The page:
In 2018, the Workshop for Conservation and Documentation of Roman Pottery and Glass will be hosted for an eighth year by the National Institution Stobi, Macedonia at the Roman city of Stobi (today an archaeological park). It provides an unique opportunity for students and volunteers to gain comprehensive knowledge and hands-on experience in Roman and Late Roman pottery and glass conservation. It guides the participants through the history and technology of Roman and Late Roman pottery and glass and consequent stages of their study, conservation, restoration and documentation. Both the theoretical and practical courses will be based on ceramic and glass vessels found in the ancient city of Stobi.    

During the first two project weeks students begin their training with replicas of ancient vessels and then progress to originals once they reach an acceptable level of skill, accuracy and precision. Most students will be able to master conservation and restoration efforts within the course of this field school and expect to complete work on 3-5 artifacts by the end of the program, depending on the initial state of objects’ conservation, the necessity of conservation treatment and the individual performance of the student.    

The activities in the third project week will be focused on basic principles in conservation of ancient glass. The participants will practice on originals and replicas of Roman glass vessels.    

The project includes three modules: practical work in documentation and conservation of Roman and Late Roman pottery and glass: lectures, training and behind-the-scenes study visits and excursions to the town of Bitola, the archaeological site of Heraclea LyncestisOhrid and Ohrid Lake (UNESCO World Heritage Site),ancient Macedonian capitals in Pella and Vergina (UNESCO World Heritage Site), Greece as well as to a traditional pottery workshop. Refer to the Course description and Workshop agenda below!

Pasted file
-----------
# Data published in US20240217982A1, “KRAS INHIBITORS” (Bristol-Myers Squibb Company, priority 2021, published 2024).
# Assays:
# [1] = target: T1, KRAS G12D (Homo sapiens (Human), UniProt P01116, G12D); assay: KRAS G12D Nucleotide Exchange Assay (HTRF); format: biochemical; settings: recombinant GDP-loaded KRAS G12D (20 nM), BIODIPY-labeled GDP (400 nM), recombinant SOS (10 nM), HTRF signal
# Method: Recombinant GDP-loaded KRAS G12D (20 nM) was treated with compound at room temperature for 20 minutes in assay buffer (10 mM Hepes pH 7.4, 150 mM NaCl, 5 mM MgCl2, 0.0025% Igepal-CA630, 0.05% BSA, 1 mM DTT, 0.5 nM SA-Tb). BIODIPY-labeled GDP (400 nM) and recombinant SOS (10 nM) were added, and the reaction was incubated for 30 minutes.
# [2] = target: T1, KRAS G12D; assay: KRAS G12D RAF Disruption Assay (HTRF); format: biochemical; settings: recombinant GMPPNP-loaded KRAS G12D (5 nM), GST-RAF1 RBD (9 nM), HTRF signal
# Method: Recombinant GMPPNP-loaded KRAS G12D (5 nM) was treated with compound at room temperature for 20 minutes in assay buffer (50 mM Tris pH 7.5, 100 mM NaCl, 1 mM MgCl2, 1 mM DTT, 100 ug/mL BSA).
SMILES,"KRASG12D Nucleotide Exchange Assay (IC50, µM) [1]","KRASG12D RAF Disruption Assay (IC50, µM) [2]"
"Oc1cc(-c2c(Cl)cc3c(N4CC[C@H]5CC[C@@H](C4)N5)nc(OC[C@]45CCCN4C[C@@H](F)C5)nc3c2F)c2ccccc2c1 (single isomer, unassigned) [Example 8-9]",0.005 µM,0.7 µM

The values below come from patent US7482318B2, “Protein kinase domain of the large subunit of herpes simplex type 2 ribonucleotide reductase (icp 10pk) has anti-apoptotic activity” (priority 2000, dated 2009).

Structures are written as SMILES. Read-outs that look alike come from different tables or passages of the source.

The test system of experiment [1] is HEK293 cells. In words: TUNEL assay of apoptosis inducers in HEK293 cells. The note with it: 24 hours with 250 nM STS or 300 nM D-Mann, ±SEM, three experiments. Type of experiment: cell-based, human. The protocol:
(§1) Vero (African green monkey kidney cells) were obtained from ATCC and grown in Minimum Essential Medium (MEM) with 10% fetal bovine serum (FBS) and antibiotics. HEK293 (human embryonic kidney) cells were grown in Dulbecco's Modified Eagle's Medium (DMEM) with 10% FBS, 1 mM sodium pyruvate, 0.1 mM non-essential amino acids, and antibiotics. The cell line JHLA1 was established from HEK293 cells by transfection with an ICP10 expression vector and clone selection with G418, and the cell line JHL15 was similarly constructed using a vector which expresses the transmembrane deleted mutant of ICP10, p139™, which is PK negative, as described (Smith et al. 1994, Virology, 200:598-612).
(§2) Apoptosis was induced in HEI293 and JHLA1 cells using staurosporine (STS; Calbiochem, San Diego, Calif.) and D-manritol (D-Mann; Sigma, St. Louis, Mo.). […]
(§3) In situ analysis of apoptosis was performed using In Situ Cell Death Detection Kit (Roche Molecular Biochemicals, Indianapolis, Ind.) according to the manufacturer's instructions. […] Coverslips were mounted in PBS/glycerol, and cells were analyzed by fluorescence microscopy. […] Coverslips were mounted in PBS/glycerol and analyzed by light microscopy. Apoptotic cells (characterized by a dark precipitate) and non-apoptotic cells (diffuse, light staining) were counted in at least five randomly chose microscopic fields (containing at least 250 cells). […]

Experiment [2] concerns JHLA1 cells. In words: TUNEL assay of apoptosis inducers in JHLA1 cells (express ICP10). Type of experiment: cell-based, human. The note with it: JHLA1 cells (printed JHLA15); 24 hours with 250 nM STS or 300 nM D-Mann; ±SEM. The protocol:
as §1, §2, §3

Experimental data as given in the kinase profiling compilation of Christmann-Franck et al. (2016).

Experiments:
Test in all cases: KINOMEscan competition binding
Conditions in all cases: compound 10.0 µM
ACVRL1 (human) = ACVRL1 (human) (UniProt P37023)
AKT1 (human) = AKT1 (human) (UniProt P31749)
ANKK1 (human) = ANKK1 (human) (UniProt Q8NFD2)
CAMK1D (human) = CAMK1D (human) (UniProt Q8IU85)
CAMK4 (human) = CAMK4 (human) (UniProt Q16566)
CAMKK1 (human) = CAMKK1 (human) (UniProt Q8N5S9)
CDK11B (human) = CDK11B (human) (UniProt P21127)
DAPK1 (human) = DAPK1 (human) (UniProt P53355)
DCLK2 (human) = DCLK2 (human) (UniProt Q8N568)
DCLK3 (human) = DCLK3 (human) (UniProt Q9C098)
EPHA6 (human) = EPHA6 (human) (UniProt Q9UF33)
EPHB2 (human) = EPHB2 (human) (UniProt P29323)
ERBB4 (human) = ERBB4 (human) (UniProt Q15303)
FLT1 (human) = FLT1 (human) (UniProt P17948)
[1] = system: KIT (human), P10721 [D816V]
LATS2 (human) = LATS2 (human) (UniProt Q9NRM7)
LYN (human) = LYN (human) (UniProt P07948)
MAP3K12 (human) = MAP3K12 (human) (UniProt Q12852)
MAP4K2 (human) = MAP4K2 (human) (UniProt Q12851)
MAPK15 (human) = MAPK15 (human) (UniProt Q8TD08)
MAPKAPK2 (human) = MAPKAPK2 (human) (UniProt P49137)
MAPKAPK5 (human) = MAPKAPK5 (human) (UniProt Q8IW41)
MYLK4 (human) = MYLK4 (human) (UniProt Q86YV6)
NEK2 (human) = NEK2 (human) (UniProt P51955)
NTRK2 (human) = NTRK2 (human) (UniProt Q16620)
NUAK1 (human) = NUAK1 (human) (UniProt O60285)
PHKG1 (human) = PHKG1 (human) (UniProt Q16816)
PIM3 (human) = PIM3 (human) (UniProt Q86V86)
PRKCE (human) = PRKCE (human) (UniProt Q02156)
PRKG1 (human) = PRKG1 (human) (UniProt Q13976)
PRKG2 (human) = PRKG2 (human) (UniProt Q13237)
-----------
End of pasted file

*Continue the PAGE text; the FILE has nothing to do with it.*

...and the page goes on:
By the end of the workshop the participants will:

  • be able to develop basic/further practical skills (depending on participant's initial level of qualification) in ancient pottery and glass conservation. 
  • get acquainted with the basic methods of all the required documentation for conservation and restoration of ancient pottery and glass, which includes: drawing by hand and using graphic software, as well as photo documentation. 
  • learn about the forms, types and technology of Roman and Late Roman pottery and glassware.   
  • deepen their knowledge through first-hand experience of Roman and Late Roman History and Archaeology in the region of ancient Macedonia.
  • meet professionals who work in the areas of Pottery and Glass Conservation, as well as Classical Archaeology.            

   

All participants will receive:

  • Project handbook (in PDF version by e-mail and a hard copy upon arrival);
  • Balkan Heritage Field School Certificate specifying the fieldwork hours, educational modules, and sites visited;   
  • T-shirt.

   NB! Students who must prepare field reports and presentations for their universities can receive additional instruction and assistance. Students willing to obtain academic credit hours have to take a test exam.

   


Archaeological and historical context

Why Stobi? The first historic records to mention Stobi were written by the Roman historian Titus Livy (ca. 197 BCE). According to Livy, Stobi became an important center for salt trading after the Roman conquest of Macedonia and the establishment of Pax Romana. In 69 CE, Emperor Vespasian granted Stobi the rank of municipium and the right to mint its own coins. Stobi was not only an important salt trading center but also strategically located at the crossroads of the ancient roads that ran along the two rivers Axios and Erigon. The first road connected the North and South of the Balkans as it does today, while the second to the southwest connected Stobi with the Via Egnatia near Heraclea Lyncestis and to the northeast continued to Serdica.